How To Treat Cat Depression

Did you know that cats can actually get depressed? The reasons for cat depression are as varied as the reason behind human depression. If you notice that your cat seems to have no appetite, is sleeping even more than usual, is not using the litter box, or has other recent changes in habits, your cat may be suffering from depression or another treatable medical issue. Here's how to treat cat depression:

  1. Visit the veterinarian. Your first step is a vet visit. There are many other medical issues that can cause the same symptoms as cat depression. It's important to rule them out so they don't become even more serious. Only once they are ruled out should you treat cat depression. In addition, some physical illnesses can cause depression; if you treat cat depression while ignoring underlying causes, your cat's mood probably won't improve.
  2. Examine possible causes. Consider your cat's environment, looking for recent changes. Has your cat's companion recently passed away? Have you recently changed the cat litter or food brands? Is there a new pet or family member in the household? Cats are creatures of habit and don't like change. Such simple changes can cause feline depression. Change things back to the old way, if you can, to see if your cat's mood changes. Some changes, though, your cat will just have to get used to over time, such as a new baby in the house. Ease the transition in any way possible to avoid upsetting your cat.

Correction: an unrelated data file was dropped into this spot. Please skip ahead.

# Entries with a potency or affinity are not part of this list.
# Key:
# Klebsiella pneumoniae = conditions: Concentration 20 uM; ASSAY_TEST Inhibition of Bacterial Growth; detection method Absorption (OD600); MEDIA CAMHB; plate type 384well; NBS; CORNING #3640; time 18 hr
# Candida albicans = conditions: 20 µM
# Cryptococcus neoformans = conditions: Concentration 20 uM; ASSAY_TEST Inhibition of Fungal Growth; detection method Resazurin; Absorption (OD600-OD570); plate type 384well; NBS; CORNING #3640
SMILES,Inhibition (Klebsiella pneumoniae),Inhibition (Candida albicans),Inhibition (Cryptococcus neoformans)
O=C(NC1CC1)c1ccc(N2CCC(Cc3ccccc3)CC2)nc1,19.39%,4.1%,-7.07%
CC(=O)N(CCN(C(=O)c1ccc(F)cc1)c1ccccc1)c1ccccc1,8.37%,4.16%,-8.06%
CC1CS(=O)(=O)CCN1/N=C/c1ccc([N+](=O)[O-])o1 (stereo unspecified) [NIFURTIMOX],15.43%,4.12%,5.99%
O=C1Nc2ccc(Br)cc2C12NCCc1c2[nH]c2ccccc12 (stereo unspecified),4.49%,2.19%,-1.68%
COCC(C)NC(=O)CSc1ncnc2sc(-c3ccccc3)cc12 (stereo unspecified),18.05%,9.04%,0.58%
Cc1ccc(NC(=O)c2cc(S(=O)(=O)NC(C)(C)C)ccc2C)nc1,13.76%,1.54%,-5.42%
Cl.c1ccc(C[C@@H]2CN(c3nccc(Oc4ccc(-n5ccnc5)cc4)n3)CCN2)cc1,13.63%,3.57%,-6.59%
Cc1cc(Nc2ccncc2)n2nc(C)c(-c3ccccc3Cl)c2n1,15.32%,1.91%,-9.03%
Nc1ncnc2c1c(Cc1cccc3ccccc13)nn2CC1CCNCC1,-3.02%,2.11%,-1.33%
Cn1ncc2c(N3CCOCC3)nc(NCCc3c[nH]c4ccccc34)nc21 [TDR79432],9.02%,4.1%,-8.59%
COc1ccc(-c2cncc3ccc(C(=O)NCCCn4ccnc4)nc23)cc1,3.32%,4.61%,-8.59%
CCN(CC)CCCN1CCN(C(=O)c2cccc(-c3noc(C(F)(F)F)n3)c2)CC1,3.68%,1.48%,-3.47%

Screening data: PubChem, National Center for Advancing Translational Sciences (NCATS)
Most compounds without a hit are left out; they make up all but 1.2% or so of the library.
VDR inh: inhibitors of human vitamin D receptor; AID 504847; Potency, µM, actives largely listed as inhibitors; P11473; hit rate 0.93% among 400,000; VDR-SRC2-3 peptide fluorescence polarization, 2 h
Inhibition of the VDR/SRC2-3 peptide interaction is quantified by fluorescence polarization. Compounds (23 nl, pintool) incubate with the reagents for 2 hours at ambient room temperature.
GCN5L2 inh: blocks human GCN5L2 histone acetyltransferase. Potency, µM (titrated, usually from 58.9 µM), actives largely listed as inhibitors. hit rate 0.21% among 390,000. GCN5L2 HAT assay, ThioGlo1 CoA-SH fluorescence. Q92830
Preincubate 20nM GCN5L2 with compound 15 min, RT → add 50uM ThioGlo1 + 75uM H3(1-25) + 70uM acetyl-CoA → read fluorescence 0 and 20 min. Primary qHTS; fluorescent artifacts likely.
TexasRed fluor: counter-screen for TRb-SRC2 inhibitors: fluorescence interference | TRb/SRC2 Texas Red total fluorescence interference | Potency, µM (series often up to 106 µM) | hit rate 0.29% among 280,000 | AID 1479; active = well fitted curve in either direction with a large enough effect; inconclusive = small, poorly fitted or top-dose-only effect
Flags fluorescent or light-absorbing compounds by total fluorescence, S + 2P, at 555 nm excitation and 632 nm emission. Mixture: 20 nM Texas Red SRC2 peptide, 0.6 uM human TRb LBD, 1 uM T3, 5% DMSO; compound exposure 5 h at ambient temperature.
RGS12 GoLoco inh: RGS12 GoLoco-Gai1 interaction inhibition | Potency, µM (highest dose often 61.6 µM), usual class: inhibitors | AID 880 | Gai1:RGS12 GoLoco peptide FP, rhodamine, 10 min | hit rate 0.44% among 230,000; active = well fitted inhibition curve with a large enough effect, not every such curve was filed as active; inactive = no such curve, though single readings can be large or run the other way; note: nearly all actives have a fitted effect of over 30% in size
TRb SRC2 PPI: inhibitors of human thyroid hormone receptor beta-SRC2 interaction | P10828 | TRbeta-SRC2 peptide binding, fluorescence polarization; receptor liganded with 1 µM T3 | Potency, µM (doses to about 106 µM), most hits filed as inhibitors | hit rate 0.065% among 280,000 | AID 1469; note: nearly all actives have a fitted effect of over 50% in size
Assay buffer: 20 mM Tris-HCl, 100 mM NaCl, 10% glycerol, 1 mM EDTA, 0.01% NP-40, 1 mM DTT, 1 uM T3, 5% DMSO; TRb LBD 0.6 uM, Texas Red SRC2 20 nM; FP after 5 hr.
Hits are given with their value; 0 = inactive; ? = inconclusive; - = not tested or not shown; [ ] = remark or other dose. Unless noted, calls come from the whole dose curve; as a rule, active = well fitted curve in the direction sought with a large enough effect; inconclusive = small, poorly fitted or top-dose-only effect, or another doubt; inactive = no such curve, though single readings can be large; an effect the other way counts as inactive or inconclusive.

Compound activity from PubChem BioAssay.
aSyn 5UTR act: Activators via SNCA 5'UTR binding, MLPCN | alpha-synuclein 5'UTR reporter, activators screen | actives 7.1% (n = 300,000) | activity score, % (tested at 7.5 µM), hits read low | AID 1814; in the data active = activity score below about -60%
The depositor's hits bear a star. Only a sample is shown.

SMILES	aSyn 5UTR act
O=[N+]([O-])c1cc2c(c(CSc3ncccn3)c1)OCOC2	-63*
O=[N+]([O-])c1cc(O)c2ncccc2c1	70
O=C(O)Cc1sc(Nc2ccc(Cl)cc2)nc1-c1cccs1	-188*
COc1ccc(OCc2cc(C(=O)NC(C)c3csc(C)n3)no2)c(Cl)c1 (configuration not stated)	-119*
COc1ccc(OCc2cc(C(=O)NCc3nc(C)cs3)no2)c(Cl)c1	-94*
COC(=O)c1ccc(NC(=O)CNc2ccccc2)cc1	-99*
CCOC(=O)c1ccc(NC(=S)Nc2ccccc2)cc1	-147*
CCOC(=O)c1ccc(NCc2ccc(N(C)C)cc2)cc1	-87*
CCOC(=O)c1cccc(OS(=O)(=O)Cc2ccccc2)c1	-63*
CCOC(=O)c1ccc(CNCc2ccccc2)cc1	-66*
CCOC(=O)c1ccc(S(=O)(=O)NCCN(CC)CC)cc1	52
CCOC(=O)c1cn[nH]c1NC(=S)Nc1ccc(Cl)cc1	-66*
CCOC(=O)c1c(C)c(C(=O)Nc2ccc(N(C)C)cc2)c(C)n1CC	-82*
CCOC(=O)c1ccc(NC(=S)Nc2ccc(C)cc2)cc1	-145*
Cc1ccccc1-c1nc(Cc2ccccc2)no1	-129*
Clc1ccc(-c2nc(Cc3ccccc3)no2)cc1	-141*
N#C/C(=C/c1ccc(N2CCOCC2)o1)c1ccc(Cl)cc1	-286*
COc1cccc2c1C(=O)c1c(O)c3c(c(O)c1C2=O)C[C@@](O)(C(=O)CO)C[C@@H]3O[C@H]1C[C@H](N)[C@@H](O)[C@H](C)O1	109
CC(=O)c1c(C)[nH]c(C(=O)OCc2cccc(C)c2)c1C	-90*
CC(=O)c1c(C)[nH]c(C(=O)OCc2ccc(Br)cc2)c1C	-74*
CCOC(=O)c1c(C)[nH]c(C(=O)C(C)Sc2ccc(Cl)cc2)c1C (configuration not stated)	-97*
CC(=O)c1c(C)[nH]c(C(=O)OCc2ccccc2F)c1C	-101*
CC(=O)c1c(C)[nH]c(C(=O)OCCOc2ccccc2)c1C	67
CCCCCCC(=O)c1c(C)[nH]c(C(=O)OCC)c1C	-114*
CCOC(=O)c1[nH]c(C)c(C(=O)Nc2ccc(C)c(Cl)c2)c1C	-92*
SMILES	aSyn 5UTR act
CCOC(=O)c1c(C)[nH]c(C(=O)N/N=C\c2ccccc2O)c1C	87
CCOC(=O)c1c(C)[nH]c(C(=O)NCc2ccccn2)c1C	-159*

3. Be cheerful. Cats can get depressed when their owners are depressed. Be sure to use a cheerful voice when around your cat, and spend lots of time playing with them or petting them. Spending time with your cat can help cheer them up.
  4. Entertain your cat. Many cats get depressed because they are bored. Take time out of your day just to play with your cat, and make sure they have plenty of toys to keep themselves entertained. Cats love a comfortable perch by a window with a vantage point for watching squirrels and birds. If your cat seems to be depressed because he is lonely, consider getting a second cat. They can keep each other entertained while you're away.
  5. Get help from the vet. If your strategies don't seem to be improving your cat's mood, visit the vet once again. Your vet can prescribe anti-depressant or anti-anxiety medications to treat a chemical imbalance, but these should be avoided if possible, because they can have side effects.

If your cat seems depressed, it's okay to spoil them in an attempt to cheer them up. Give them treats, toys, and extra attention. Though cats are creatures of habit, they can also grow bored with the monotony of daily life. If your cat's mood doesn't improve in a week or two, take your cat to the vet for medications to treat her depression.


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